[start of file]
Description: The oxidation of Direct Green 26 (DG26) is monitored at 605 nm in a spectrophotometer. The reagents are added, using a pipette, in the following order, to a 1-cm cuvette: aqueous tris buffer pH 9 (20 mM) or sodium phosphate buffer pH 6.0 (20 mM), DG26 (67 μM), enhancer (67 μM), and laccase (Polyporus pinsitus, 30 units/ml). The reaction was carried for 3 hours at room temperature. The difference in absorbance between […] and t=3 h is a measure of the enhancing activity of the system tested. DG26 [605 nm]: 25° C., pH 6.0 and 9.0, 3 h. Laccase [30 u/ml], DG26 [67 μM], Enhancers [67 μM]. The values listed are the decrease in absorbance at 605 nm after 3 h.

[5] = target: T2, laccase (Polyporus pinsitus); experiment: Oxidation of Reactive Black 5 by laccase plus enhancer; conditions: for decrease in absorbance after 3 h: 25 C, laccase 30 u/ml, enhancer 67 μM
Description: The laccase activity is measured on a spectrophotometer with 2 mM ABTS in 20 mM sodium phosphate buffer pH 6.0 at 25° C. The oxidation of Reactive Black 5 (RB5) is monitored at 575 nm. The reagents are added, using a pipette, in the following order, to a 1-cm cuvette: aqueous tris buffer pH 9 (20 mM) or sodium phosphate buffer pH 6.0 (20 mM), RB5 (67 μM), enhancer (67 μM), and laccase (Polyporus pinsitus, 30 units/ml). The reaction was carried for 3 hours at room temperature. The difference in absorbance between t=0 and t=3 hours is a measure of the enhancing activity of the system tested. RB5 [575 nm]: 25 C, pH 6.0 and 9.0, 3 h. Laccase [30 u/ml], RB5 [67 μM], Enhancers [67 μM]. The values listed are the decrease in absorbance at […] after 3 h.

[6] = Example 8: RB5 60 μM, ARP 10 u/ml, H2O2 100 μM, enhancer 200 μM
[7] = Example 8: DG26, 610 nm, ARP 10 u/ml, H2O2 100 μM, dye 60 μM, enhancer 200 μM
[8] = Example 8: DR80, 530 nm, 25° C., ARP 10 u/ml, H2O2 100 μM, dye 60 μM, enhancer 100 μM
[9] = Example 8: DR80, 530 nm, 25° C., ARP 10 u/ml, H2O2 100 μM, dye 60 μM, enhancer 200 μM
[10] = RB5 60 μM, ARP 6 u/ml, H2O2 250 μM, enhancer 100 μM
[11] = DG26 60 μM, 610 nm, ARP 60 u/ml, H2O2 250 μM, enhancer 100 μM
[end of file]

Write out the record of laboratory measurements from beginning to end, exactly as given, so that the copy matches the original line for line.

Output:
Description: The oxidation of Direct Green 26 (DG26) is monitored at 605 nm in a spectrophotometer. The reagents are added, using a pipette, in the following order, to a 1-cm cuvette: aqueous tris buffer pH 9 (20 mM) or sodium phosphate buffer pH 6.0 (20 mM), DG26 (67 μM), enhancer (67 μM), and laccase (Polyporus pinsitus, 30 units/ml). The reaction was carried for 3 hours at room temperature. The difference in absorbance between […] and t=3 h is a measure of the enhancing activity of the system tested. DG26 [605 nm]: 25° C., pH 6.0 and 9.0, 3 h. Laccase [30 u/ml], DG26 [67 μM], Enhancers [67 μM]. The values listed are the decrease in absorbance at 605 nm after 3 h.

[5] = target: T2, laccase (Polyporus pinsitus); experiment: Oxidation of Reactive Black 5 by laccase plus enhancer; conditions: for decrease in absorbance after 3 h: 25 C, laccase 30 u/ml, enhancer 67 μM
Description: The laccase activity is measured on a spectrophotometer with 2 mM ABTS in 20 mM sodium phosphate buffer pH 6.0 at 25° C. The oxidation of Reactive Black 5 (RB5) is monitored at 575 nm. The reagents are added, using a pipette, in the following order, to a 1-cm cuvette: aqueous tris buffer pH 9 (20 mM) or sodium phosphate buffer pH 6.0 (20 mM), RB5 (67 μM), enhancer (67 μM), and laccase (Polyporus pinsitus, 30 units/ml). The reaction was carried for 3 hours at room temperature. The difference in absorbance between t=0 and t=3 hours is a measure of the enhancing activity of the system tested. RB5 [575 nm]: 25 C, pH 6.0 and 9.0, 3 h. Laccase [30 u/ml], RB5 [67 μM], Enhancers [67 μM]. The values listed are the decrease in absorbance at […] after 3 h.

[6] = Example 8: RB5 60 μM, ARP 10 u/ml, H2O2 100 μM, enhancer 200 μM
[7] = Example 8: DG26, 610 nm, ARP 10 u/ml, H2O2 100 μM, dye 60 μM, enhancer 200 μM
[8] = Example 8: DR80, 530 nm, 25° C., ARP 10 u/ml, H2O2 100 μM, dye 60 μM, enhancer 100 μM
[9] = Example 8: DR80, 530 nm, 25° C., ARP 10 u/ml, H2O2 100 μM, dye 60 μM, enhancer 200 μM
[10] = RB5 60 μM, ARP 6 u/ml, H2O2 250 μM, enhancer 100 μM
[11] = DG26 60 μM, 610 nm, ARP 60 u/ml, H2O2 250 μM, enhancer 100 μM